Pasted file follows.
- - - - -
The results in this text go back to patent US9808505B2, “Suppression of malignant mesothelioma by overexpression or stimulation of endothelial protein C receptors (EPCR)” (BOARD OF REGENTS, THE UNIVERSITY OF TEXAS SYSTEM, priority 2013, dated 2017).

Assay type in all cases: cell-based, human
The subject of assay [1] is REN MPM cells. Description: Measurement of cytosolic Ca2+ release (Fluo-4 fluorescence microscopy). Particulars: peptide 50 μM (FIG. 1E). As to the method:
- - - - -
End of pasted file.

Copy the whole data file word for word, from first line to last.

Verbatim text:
The results in this text go back to patent US9808505B2, “Suppression of malignant mesothelioma by overexpression or stimulation of endothelial protein C receptors (EPCR)” (BOARD OF REGENTS, THE UNIVERSITY OF TEXAS SYSTEM, priority 2013, dated 2017).

Assay type in all cases: cell-based, human
The subject of assay [1] is REN MPM cells. Description: Measurement of cytosolic Ca2+ release (Fluo-4 fluorescence microscopy). Particulars: peptide 50 μM (FIG. 1E). As to the method: